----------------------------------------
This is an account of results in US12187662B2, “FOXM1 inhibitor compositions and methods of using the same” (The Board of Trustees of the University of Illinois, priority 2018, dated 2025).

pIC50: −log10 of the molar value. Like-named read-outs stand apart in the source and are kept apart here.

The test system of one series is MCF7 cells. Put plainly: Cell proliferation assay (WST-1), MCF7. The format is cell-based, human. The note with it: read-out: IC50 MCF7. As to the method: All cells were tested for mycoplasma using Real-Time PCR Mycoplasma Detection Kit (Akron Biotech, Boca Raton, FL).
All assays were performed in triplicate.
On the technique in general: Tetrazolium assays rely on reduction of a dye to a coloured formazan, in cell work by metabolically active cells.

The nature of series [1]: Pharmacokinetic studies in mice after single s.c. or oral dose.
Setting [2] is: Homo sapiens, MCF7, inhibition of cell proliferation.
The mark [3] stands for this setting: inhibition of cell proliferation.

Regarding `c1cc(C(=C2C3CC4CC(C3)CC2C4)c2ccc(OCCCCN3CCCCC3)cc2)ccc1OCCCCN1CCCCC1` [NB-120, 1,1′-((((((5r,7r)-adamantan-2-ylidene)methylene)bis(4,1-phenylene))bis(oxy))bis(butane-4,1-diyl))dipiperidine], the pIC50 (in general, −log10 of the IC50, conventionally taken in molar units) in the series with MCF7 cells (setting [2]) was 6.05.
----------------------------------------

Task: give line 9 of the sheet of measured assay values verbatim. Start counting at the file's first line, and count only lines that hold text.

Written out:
Regarding `c1cc(C(=C2C3CC4CC(C3)CC2C4)c2ccc(OCCCCN3CCCCC3)cc2)ccc1OCCCCN1CCCCC1` [NB-120, 1,1′-((((((5r,7r)-adamantan-2-ylidene)methylene)bis(4,1-phenylene))bis(oxy))bis(butane-4,1-diyl))dipiperidine], the pIC50 (in general, −log10 of the IC50, conventionally taken in molar units) in the series with MCF7 cells (setting [2]) was 6.05.